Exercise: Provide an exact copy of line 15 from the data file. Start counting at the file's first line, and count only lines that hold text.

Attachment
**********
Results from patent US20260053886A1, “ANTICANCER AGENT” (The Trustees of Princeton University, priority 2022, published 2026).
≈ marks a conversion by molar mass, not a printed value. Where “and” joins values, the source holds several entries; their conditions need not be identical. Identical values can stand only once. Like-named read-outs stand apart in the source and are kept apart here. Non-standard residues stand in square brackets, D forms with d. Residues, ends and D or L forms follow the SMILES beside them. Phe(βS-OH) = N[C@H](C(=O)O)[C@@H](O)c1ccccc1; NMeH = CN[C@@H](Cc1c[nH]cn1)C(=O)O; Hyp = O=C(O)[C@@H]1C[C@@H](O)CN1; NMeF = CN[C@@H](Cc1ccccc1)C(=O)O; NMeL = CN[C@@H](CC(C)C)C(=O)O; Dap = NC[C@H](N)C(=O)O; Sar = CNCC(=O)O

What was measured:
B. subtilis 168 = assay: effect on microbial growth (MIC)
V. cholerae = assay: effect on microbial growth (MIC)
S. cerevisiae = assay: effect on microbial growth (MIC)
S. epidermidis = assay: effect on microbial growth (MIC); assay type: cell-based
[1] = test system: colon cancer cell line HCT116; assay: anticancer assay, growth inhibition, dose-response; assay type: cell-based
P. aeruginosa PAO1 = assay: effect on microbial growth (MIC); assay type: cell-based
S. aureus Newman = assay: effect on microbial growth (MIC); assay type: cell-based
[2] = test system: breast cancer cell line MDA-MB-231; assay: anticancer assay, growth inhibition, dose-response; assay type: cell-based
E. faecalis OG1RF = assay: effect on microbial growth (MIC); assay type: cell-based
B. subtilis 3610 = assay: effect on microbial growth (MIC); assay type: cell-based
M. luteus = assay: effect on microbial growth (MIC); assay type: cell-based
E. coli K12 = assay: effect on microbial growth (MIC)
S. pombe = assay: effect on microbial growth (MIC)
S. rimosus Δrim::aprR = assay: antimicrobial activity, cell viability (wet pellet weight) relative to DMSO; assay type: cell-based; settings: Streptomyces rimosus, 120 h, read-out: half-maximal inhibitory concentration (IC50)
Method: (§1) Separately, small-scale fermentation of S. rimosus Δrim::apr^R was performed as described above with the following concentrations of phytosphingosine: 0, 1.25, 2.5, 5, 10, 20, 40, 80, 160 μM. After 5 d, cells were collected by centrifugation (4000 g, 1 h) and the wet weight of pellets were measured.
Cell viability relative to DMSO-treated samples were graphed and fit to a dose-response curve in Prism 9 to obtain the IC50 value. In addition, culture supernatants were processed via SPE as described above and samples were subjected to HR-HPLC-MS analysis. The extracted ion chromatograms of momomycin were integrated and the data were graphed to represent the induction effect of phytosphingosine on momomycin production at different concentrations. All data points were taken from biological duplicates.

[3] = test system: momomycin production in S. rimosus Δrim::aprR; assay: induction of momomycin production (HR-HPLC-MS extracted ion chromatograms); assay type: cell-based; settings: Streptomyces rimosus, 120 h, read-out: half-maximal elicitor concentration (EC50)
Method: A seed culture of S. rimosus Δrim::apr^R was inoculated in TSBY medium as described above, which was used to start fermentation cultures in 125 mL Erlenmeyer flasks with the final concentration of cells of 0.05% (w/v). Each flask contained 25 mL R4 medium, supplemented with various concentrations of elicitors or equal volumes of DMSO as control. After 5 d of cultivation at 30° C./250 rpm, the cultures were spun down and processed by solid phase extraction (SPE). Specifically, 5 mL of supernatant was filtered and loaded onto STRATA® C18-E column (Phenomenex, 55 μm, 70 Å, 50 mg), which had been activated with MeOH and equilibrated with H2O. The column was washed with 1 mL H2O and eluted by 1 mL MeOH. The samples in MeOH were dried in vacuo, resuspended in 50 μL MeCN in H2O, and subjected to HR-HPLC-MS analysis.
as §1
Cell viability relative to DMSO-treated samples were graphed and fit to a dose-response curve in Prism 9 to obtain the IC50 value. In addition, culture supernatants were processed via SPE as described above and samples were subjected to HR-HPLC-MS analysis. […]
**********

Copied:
E. coli K12 = assay: effect on microbial growth (MIC)